I spent so long believing that it can’t be kind parenting to let your baby cry because it goes against your instincts, but the problem is ‘instinct’ is one hell of a fuzzy concept. What can feel like instinct is sometimes closer to emotion (especially when you’re tired AF), and emotions are not the same as instincts.

The truth is, because I let my child suffer for one hour, we have both suffered FAR LESS since. She cries a fraction of the amount that she used to. At some point in her first year we decided we had a ‘bad sleeper.’ We did every single gentle training technique. We bought shushers and Lulla Dolls, we co-slept, but she would not sleep. That was our family’s karma, and would be our life for as long as it took. And yet here she is – sleeping. Sleeping like a ‘good sleeper.’ And we are free from zombie-parenting, back-crunching, co-sleeping-from-2am Hell.

So yes, it turns out, we do let our baby cry. We are those monsters. It seems so obvious (now that I can string a thought together) that kind parenting can and must include teaching important, difficult lessons (at appropriate stages).

One of the truest things I heard when I was pregnant is that you don’t know what kind of parent you’ll be until you are one. It seems to be a lesson I need to learn over and over again – that listening to my own gut and paying attention to my own child is far more useful than any article, myth, study, mum’s group or blog. I only hope that the next time my daughter needs me to be a hard-arse for her own good, I can ‘woman-up.’ I’m sure  this new toddler phase will offer an opportunity or two…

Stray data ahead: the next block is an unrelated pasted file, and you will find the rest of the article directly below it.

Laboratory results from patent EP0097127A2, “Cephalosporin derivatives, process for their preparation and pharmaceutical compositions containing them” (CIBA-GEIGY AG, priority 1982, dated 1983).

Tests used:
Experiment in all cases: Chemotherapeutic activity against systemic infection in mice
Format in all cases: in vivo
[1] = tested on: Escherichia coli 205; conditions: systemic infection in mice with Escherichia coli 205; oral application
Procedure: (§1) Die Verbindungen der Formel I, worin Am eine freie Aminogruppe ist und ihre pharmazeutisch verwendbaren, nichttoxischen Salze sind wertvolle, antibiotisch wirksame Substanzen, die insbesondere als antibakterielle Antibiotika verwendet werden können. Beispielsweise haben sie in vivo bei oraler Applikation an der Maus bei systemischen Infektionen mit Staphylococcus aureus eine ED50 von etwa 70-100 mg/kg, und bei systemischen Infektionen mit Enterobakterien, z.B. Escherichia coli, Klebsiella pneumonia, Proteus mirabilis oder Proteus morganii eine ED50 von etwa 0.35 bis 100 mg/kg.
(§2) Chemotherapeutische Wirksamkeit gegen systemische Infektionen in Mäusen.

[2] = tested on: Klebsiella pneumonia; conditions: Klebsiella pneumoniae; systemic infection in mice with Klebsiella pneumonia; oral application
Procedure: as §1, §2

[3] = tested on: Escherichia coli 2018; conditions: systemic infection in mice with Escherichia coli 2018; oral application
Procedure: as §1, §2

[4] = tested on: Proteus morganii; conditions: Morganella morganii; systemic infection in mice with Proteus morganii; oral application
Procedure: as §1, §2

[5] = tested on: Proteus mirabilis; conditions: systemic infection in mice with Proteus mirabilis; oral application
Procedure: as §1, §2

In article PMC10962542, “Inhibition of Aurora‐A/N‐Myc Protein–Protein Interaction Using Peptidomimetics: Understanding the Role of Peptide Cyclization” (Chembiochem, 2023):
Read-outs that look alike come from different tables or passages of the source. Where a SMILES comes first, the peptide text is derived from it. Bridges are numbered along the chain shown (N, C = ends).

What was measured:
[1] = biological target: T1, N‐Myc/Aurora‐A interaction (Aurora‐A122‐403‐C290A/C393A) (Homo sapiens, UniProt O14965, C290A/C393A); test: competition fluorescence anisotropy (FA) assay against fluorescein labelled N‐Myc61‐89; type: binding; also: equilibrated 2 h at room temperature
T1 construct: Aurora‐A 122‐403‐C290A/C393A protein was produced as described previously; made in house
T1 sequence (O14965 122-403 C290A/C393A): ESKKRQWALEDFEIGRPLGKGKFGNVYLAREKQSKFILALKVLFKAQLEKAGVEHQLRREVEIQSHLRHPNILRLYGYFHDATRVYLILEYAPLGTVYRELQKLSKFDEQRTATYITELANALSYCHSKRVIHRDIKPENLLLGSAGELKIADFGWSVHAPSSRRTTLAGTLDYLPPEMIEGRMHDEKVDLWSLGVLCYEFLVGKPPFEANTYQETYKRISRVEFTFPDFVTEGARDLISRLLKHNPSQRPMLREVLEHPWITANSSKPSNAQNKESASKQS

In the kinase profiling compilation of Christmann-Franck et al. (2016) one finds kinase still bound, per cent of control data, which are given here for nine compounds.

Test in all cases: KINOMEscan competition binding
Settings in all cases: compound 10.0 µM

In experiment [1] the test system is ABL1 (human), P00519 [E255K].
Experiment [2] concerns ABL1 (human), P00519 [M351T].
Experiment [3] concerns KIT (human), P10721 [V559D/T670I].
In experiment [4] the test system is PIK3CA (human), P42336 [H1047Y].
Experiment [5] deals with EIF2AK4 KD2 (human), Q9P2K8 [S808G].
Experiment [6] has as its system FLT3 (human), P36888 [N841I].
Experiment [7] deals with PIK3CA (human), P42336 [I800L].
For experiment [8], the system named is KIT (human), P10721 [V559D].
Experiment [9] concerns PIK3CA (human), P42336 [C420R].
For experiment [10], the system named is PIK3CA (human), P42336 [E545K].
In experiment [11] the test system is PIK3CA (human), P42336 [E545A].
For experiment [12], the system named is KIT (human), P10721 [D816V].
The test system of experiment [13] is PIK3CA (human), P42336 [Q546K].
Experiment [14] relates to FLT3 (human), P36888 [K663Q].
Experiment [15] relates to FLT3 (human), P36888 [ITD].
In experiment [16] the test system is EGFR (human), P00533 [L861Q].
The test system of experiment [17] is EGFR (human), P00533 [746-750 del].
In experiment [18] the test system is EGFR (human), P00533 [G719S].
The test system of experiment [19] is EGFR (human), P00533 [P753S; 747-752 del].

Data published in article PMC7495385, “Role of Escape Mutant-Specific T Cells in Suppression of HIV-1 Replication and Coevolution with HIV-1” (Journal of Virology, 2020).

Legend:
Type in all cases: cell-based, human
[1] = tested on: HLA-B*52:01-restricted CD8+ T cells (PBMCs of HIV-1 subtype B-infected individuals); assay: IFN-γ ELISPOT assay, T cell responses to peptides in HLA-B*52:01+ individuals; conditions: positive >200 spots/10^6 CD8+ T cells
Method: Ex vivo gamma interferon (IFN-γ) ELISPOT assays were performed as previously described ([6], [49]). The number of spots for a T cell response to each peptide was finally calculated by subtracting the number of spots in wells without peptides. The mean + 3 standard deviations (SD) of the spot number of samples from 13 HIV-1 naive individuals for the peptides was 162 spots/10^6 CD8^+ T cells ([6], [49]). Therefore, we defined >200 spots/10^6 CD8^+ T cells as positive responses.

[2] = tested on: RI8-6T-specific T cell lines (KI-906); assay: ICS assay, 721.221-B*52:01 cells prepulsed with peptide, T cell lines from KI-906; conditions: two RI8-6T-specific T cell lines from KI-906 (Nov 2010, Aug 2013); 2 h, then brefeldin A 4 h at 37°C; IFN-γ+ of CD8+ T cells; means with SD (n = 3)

To Sleep, Perchance To Dream.

Bento Du Jour

My toddler has started attending crèche one day per week. One of the (many) unexpected highlights of this new phase is lunchbox preparation – although I must confess that if I had more than one child attending school five days a week this activity would quickly become tedious. If you’re in that boat and need some inspiration, feel free to take a peek into these lunchboxes:


Sticky Rice with Toasted Nori – Spring Onion and Sesame Omelette (from Grandpa’s happy hens) – Avocado with Fresh Salsa-  Brown Rice Crackers – Organic Homemade Ciabatta – Grandma’s Cucumber – Heirloom Tomato – Peach Slices – Coconut Yogurt.


Sesame & Shiitake Rice Noodle Salad – Hummus on Wholewheat – Ratatouille – Herb-Crusted Vegetarian Sausage – Brown Rice Crackers – Fairtrade Banana


Quinoa Spaghetti with Basil and Carrot Top Pesto & Grated Courgette – Organic Green Pitted Olives – 5 Grain Bread with Sun Dried Tomato Hummus – Herb and Tomato Lentils – Grandma’s Cucumber Slices – Wholewheat Crackers – Roasted Nori Sheets – Auntie Liz’s Fresh Peach Slices.


Fusilli with Broccoli & Sunflower Seed ‘Cheese’ Sauce – Cherry Tomatoes – Pitted Kalamata Olives – Homemade Fermented Gerkins – Plum – Avocado – Homemade Organic Ciabatta with Vegemite & Hummus.


Potato & Courgette Gratin – White Beans with Garlic and Herbs – Sesame Stir Fried Green Beans and Frys ‘Chicken’ Strips – Wholewheat Crackers – Plums – Fruit Salad – Coconut Yogurt.


Black Lentil, Pea and Potato Curry – Paratha – Coconut Yogurt – Avocado – Fresh Cold Tofu – Plums – Cucumber Sticks

Bento Du Jour